Microsoft Mocks VMware Hybrid Cloud Services Initiative

Microsoft criticized VMware's new vCloud Hybrid Service, including its lack of support for OpenStack and no clear channel partner play.

DH Kass, Senior Contributing Blogger

March 19, 2013

3 Min Read
Microsoft Mocks VMware Hybrid Cloud Services Initiative

Did anyone really expect Microsoft (NASDAQ: MSFT) to sit idly quiet while rival VMware (NYSE: VMW) talked up its new hybrid cloud services unit, a major turn in focus for the virtualization kingpin?

VMware’s new hybrid cloud offering will allow its customers to migrate their cloud services to a public cloud, saving money in the move through shared equipment. It’s a big deal for VMware–customers will be able to use a common management, orchestration, networking and security model without changing existing applications and can move workloads back and forth if they choose.

The drawback, of course, is that it doesn’t support OpenStack, so customers will have a hard time switching cloud service providers, a criticism VMware has countered by saying its hybrid cloud service is mainly for existing customers. Microsoft, in addition to Amazon (NASDAQ: AMZN) and Rackspace (NYSE: RAX), provide public and private cloud offerings irrespective of customer status.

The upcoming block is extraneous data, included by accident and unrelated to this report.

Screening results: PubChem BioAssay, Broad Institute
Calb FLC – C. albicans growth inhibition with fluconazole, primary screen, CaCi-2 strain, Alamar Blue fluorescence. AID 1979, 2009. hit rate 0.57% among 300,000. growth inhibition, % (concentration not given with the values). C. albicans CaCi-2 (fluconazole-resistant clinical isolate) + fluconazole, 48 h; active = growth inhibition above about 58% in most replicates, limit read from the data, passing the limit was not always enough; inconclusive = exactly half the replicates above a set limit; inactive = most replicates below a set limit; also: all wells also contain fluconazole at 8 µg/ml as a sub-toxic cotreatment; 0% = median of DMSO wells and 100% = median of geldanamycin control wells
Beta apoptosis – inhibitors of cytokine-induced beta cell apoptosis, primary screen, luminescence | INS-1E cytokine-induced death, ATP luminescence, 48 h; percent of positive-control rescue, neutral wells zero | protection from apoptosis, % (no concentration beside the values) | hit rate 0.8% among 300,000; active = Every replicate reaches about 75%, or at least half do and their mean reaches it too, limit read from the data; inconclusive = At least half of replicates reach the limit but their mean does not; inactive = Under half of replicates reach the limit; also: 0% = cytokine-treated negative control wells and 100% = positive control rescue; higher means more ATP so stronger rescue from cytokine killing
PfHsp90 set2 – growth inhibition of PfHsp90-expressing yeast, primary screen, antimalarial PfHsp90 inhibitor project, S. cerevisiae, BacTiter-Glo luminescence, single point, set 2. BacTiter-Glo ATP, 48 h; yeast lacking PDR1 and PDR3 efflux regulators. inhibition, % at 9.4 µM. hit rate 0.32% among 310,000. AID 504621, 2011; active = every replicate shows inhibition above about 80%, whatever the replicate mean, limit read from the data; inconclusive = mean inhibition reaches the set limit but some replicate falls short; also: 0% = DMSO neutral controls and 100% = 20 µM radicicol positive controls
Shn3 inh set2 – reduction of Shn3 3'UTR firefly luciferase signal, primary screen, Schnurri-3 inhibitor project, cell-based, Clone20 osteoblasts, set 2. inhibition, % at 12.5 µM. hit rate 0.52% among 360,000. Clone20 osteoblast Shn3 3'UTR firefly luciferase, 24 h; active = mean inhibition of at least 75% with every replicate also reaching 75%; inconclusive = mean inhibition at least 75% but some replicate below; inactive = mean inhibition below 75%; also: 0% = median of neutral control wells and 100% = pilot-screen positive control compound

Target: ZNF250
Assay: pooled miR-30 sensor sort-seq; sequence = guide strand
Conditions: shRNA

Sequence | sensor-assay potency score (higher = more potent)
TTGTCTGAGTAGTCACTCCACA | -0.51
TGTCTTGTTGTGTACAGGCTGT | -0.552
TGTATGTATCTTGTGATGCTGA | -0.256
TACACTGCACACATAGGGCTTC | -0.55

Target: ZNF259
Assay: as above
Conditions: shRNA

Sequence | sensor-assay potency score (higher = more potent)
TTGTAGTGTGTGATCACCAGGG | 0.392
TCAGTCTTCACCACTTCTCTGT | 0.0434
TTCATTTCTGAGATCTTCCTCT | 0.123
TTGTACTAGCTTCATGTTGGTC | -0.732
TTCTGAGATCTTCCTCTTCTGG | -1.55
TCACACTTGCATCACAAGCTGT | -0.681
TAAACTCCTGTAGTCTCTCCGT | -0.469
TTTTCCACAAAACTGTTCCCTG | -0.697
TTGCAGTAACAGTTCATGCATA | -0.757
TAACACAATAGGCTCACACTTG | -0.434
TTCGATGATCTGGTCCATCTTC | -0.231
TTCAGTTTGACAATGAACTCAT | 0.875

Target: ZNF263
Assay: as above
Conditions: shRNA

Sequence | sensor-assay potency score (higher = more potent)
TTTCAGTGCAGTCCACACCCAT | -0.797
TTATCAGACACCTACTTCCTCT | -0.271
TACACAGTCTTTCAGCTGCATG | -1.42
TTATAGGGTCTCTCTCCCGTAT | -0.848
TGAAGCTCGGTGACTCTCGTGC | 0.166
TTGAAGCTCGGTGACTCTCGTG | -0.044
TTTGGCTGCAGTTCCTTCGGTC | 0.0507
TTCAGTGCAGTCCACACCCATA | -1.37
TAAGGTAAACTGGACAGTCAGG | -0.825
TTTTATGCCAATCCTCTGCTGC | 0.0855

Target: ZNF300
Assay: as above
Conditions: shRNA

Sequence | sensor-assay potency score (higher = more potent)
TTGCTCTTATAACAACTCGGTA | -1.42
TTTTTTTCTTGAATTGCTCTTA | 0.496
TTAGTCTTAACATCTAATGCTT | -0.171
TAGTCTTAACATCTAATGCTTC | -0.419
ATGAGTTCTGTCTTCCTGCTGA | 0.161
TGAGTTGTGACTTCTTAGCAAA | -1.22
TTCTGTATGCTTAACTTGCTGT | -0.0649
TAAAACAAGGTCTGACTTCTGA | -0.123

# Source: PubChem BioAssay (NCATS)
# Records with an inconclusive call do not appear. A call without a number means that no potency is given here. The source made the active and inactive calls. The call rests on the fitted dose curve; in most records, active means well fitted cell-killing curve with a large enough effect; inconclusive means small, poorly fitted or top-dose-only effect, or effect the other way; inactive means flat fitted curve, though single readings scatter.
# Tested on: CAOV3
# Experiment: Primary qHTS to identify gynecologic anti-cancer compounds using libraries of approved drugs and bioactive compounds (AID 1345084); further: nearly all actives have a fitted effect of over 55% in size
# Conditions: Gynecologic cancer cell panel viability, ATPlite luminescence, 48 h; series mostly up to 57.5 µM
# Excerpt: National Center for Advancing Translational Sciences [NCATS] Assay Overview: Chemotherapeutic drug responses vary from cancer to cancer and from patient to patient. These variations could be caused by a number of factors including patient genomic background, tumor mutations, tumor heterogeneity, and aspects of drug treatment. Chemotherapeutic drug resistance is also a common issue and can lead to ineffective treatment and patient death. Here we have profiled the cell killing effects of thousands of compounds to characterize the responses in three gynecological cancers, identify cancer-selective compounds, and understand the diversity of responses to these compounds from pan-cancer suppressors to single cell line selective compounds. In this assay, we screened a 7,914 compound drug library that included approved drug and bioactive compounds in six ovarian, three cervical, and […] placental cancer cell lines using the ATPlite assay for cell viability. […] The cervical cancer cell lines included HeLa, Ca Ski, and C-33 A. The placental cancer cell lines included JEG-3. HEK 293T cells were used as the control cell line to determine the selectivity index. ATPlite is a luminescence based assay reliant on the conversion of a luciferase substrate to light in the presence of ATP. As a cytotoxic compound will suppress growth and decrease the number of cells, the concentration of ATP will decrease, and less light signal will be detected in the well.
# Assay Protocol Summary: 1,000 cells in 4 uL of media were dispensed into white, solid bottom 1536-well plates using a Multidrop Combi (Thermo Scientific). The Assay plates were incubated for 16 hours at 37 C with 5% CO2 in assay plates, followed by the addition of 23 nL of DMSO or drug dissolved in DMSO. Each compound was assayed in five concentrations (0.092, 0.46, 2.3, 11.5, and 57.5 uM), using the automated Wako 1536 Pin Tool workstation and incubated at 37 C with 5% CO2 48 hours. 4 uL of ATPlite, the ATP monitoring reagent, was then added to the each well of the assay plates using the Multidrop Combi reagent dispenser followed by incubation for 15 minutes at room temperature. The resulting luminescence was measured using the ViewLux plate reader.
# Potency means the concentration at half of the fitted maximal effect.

It didn’t take long for Microsoft to pounce on VMware’s vCloud Hybrid Service. Amy Barzdukas, Microsoft Server and Tools marketing general manager, in a blog posted the same day as VMware’s announcement derided the offering as “yet another zig in their already zig-zaggy set of strategy meets tactics meets marketing buzzwords” and “just another example of how IT vendors have been rearranging the furniture to more effectively deliver what they already have on the shelf.”

Noting that VMware hasn’t said whose infrastructure its hybrid cloud service will run on–other than to say that it will make it available through its existing channel partners–and hasn’t specified rollout dates or prices, Barzdukas levied a hefty dose of criticism at VMware for confusing the market about its public cloud proficiency.

“But if I were a VMware customer, I’d be asking myself, do I really want to place my bets–and the future of my IT department–on a vendor that can’t decide what it wants to be as the cloud grows up?” she wrote.

Wait, there’s more … One day later, in a subsequent blog post, Barzdukas poured it on: “I’m scratching my head: Is their VMware-branded service something they run, or a partner play?…Contributing to the confusion are the VMware statements about providing customers with ‘the benefits of the public cloud’ countered with the statement that when customers are ready they can ‘select the VMware Service Provider that meets your specific requirements, with a choice of hundreds of the best brands in IaaS.’”

Keep in mind that Microsoft usually gets more vocal the more it perceives the need to defend its territory. In this case, were that so, Microsoft may be less concerned about VMware’s current level of public cloud expertise and more about how much proficiency the “virt vendor,” as Barzdukas referred to VMware, can command to run large-scale public cloud services.

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About the Author(s)

DH Kass

Senior Contributing Blogger, The VAR Guy

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